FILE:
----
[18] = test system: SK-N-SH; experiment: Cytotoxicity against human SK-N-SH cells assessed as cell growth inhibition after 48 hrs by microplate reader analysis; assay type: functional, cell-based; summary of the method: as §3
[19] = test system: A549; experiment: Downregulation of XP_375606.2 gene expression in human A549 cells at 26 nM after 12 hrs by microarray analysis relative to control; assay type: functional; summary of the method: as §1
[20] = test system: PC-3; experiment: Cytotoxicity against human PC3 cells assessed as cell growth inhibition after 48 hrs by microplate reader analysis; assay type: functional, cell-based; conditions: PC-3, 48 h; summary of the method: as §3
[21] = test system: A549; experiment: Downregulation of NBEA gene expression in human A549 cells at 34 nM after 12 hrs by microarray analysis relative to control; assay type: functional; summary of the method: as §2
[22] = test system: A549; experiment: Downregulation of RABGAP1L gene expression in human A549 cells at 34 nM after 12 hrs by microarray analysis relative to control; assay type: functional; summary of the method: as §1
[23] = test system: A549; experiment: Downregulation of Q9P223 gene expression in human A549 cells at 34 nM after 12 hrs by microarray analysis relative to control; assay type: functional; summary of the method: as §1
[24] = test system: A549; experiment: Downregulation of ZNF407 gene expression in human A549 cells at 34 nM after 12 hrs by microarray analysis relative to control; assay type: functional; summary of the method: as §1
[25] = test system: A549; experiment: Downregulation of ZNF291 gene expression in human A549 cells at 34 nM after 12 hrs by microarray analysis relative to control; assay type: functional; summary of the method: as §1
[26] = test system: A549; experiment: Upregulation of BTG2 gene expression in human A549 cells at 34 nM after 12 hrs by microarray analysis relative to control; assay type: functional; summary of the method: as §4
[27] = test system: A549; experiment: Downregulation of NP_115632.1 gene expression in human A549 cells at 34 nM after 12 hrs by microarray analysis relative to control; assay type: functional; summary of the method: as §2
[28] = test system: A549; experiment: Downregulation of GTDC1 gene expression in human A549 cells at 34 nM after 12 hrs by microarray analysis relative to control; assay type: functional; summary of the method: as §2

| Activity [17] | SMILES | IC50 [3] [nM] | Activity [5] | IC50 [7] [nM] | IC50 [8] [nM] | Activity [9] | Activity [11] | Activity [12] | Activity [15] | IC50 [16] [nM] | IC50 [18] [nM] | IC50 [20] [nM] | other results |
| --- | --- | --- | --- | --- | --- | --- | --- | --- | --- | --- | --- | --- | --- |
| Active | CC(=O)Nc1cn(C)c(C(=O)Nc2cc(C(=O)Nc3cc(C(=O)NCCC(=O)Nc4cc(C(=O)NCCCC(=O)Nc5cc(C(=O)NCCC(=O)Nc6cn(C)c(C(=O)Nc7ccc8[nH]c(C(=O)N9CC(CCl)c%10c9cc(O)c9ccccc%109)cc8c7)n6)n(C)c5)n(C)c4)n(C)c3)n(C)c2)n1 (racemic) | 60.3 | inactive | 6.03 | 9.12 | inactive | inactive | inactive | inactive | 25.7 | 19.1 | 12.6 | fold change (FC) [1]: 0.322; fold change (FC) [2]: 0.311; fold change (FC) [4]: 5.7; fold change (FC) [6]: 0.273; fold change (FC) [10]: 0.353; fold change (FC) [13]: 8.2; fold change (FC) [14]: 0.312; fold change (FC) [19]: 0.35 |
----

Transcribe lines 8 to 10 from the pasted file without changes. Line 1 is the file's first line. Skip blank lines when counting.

[25] = test system: A549; experiment: Downregulation of ZNF291 gene expression in human A549 cells at 34 nM after 12 hrs by microarray analysis relative to control; assay type: functional; summary of the method: as §1
[26] = test system: A549; experiment: Upregulation of BTG2 gene expression in human A549 cells at 34 nM after 12 hrs by microarray analysis relative to control; assay type: functional; summary of the method: as §4
[27] = test system: A549; experiment: Downregulation of NP_115632.1 gene expression in human A549 cells at 34 nM after 12 hrs by microarray analysis relative to control; assay type: functional; summary of the method: as §2